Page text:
“Dear Spike, I don’t think I could ever truly explain on one page what the Academy means to me. But to attempt to explain, I think I could say it was the best escape from the real world ever imaginable.”

It was then that I realised that the rugby, the training, the fitness and the camaraderie he had experienced, and the family he was now part of at the rugby club, had got him through one of the most difficult periods of his life.

Give it a Try! Rugby session August 2016What’s your proudest achievement for Give it a Try! to date?

My proudest achievement happens every day. Every time I see one child in one session, do something right, realise themselves that they have mastered a skill and realise they have developed as an individual. It doesn’t get any better than that!

Tell us your top three daddy hacks

I only really had three pieces of guidance that underpinned my daughter’s growing up:

1) Don’t let me down (which morphed in to don’t let yourself down when they were old enough to understand and take full responsibility for themselves).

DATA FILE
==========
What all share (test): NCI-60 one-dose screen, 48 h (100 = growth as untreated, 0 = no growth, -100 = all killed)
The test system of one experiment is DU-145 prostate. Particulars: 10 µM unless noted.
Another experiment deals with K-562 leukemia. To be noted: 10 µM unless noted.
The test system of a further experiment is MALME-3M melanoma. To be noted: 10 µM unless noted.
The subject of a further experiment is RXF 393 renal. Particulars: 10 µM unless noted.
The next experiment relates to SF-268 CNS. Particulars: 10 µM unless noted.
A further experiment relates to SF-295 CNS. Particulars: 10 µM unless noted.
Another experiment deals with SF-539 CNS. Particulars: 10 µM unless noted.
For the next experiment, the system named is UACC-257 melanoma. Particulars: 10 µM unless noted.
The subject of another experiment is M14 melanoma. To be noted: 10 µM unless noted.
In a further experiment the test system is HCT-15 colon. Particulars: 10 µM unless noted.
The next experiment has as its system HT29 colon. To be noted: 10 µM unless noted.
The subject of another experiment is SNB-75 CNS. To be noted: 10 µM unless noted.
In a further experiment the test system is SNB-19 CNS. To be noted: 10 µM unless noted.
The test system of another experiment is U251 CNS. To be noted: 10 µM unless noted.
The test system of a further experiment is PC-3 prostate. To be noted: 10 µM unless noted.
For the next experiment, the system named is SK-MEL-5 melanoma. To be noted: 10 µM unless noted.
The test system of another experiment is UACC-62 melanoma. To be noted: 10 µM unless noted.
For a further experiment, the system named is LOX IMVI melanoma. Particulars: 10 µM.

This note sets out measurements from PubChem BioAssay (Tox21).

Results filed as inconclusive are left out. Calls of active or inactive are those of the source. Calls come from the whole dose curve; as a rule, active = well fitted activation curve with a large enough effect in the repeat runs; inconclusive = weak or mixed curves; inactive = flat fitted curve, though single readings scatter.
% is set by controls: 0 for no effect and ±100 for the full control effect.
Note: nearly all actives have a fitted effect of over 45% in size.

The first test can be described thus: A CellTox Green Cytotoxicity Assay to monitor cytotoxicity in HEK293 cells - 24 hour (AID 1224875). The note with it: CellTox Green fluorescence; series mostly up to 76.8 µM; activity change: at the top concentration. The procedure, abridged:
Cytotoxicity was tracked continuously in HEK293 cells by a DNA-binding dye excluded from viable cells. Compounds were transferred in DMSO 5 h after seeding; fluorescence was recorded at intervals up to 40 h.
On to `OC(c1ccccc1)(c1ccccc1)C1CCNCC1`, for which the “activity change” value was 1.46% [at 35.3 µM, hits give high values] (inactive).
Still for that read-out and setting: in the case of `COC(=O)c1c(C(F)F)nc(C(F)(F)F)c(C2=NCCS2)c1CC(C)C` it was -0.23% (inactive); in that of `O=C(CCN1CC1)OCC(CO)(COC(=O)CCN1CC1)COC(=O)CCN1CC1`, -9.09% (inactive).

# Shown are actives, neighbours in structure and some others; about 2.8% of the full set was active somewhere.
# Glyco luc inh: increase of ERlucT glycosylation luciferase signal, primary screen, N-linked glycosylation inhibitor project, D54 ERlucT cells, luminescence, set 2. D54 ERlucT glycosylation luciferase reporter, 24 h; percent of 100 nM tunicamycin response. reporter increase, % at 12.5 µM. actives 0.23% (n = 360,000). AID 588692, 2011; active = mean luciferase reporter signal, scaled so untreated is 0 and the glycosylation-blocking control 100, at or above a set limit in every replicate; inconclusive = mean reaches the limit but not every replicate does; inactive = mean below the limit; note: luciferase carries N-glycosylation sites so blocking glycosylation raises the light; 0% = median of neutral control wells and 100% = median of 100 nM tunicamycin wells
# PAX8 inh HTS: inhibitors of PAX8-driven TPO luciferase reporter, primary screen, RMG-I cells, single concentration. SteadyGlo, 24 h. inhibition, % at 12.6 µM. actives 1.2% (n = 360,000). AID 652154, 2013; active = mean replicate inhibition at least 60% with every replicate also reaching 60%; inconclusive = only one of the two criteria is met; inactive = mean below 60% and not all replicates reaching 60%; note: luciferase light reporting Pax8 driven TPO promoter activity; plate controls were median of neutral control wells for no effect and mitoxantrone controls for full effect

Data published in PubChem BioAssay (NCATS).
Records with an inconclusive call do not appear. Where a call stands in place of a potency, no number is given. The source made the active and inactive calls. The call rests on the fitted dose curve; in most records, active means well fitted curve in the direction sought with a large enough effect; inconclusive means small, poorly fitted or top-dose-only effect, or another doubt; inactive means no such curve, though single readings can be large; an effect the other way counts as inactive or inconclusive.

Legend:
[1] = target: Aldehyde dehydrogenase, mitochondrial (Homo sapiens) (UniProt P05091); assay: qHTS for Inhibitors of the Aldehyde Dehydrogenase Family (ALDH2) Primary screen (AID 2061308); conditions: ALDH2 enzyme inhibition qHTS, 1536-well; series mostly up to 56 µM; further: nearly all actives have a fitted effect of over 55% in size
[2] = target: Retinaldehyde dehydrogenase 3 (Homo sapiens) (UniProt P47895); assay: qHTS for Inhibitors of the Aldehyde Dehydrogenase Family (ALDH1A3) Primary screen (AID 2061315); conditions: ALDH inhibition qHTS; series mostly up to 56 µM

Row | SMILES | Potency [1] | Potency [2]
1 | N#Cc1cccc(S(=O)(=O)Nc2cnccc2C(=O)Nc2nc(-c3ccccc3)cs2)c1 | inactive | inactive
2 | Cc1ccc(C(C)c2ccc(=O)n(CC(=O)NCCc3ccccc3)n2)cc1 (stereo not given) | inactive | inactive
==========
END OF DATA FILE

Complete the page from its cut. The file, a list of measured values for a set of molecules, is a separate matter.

2) Don’t lie to me.

3) Do what you have to do, before you do what you want to do. 

Not very 21st century I’m afraid, but I suppose I’m a bit old school. 


rugby1I think that’s sound advice most parents could use! Thanks so much for sharing your inspirational story with us.

Please check out the awesome work Give it a Try! do for yourself, and give them a follow on social media. 

Facebook | Twitter | Instagram | YouTube

About Give it a Try!

“We are a social enterprise that uses rugby to develop character, resilience and confidence in young people in state schools in Lambeth, Southwark and Lewisham.

We use rugby as a tool to develop individual and collective responsibility, promote health, wellbeing and positive nutritional choices, provide opportunities for young people to improve their attainment and attendance at school, whilst also mentoring and supporting them to be the best that they can be.

We work closely with local community rugby clubs to provide pathways for further rugby development, linking clubs, schools and the local community together to forge links that strengthen connections and foster community cohesion. Where appropriate we also provide additional support to disadvantaged children to maintain the inclusive nature of our programme.”